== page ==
Why Disney Should Have Left ‘Beauty and the Beast’ The Hell Alone

via YouTube

I visited my hometown this morning. I got off the turnpike, made my way across the expressway and ended up at a stoplight I’d seen so many times before. Up to that point, everything looked the same. And then I went into the town itself. That’s when I started noticing all the dents in my vision of what it looked like before. A mirage of what was and what currently is flickered across my eyes, and for a moment I had no idea if what I was seeing was actually there, straining under the effort to impose my memories of childhood onto this unfamiliar landscape.

That same strange feeling came over me the moment I sat down to see Beauty and the Beast. I hadn’t seen the original in some time, and I knew a remake was on its way, but I staunchly refused to entertain the idea of actually paying money to watch it. You see, the classic Beauty and the Beast inhabited such a large part of my formative years that I knew the remake couldn’t possibly live up to my overblown expectations. For a time in my youth, I watched the cartoon on a near daily basis. The remake never stood a chance.

Having said that, I would’ve been more kindly predisposed if it looked like the new movie was trying to tell a different story with a familiar cast of characters. Not so. They opted instead to tell the same goddamn story with almost the exact same scenes, only expanding on things neither I nor anyone asked for. Did anyone care if Le Fou was gay in the original? Well he is, so there goes any attempt to speculate on your own. Personally, I always enjoyed the assumption that Le Fou recognized his slight stature and decided that becoming the most popular guy in town’s lackey was a safe way of staying prosperous without having to do much. But no, a hastily put together romance is clearly better than subtlety. How foolish of me.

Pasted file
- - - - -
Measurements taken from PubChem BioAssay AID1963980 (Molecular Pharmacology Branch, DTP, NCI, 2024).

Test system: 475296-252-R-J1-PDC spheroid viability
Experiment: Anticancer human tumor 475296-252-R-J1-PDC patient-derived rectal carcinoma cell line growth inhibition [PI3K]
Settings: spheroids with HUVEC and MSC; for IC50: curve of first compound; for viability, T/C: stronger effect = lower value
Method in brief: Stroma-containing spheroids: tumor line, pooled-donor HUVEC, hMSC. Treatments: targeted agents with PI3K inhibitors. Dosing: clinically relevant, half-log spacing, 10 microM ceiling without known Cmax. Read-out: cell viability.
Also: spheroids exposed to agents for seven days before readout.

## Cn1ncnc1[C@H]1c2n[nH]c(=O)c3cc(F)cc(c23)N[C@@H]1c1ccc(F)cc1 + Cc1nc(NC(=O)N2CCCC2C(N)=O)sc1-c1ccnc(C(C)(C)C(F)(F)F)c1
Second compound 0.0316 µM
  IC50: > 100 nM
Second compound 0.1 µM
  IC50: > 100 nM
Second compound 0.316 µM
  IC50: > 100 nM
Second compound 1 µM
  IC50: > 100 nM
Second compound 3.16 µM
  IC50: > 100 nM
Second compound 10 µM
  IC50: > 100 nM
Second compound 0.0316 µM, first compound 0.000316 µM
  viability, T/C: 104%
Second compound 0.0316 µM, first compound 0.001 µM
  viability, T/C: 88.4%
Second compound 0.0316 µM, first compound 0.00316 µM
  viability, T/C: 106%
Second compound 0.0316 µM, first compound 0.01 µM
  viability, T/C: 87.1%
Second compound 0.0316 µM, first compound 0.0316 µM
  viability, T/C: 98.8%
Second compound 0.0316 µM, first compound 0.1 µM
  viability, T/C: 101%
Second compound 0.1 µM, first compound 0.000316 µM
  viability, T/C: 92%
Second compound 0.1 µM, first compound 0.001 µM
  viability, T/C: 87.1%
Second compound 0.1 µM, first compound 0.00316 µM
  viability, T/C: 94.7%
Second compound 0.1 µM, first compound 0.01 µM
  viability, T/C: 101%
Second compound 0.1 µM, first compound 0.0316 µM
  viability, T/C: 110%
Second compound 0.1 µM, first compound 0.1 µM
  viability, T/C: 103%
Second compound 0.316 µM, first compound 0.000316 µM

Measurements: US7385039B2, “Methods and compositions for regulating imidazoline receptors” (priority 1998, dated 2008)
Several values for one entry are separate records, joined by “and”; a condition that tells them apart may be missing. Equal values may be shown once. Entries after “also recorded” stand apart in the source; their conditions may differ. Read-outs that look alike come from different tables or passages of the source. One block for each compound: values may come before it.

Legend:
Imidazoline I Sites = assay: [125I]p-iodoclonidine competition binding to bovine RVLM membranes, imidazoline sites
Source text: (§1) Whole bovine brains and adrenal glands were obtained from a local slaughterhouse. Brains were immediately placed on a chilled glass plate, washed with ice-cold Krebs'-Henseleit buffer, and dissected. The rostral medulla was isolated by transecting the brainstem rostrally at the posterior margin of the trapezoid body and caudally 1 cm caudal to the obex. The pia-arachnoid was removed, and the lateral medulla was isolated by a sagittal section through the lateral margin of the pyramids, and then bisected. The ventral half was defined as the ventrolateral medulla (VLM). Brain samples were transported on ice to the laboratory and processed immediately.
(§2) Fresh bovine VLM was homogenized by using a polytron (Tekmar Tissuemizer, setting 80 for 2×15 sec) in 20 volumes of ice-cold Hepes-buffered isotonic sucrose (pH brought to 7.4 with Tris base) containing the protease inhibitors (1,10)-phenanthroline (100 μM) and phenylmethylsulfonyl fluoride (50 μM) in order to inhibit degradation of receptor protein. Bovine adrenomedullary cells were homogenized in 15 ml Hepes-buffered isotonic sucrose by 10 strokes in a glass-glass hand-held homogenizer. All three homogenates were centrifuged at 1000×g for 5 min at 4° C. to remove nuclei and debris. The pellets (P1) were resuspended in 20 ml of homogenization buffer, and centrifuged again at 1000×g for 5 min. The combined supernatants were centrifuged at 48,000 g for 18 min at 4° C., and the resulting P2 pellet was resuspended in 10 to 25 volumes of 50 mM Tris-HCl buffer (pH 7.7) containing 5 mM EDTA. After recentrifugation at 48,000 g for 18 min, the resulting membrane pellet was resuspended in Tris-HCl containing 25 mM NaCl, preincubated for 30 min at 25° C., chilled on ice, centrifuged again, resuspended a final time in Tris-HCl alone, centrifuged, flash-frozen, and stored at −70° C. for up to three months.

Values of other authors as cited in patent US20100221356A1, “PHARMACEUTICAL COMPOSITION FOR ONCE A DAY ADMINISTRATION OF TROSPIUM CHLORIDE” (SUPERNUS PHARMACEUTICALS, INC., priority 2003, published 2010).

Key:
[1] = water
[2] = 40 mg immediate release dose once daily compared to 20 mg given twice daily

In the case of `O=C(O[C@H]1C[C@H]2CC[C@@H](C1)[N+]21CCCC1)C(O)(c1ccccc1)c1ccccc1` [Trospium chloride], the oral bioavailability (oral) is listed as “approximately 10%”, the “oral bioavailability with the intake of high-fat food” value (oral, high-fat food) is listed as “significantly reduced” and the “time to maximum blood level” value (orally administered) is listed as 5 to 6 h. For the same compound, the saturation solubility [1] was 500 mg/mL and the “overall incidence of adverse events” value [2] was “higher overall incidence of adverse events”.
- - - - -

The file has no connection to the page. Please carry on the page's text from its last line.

Did you know Beauty and the Beast was set in France? Did it make a difference to the original story? Of course not! But since the cartoon came out only 20 or so years before, criticism is still fresh in everyone’s mind, however light said criticism may be. The fact that accents were interchangeable in the original and therefore subject to scrutiny apparently kept these screenwriters up at night, going to such odd pains to settle the logic of this universe instead of, you know, telling a good story.

One of the biggest problems any adaptation of a cartoon is going to have is the limitations of what can reasonably be done. Gaston was particularly disappointing on account of the fact that (while the actor they got is intimidating looking) almost every movement of his in the cartoon was flexing or showing off his impressive physique. Here, Gaston is indistinguishable from the rest of the cast, some even looking larger than him because casting actors is harder than drawing people to fit a theme. His voice, too, is a let-down, since Richard White’s operatic tenor sounded like a manly purr of bravado with every slight utterance. It made his character much funnier and more entertaining than Luke Evans’ whiny gloats. (Credit where it’s due: the song “Gaston” was handled well in the remake).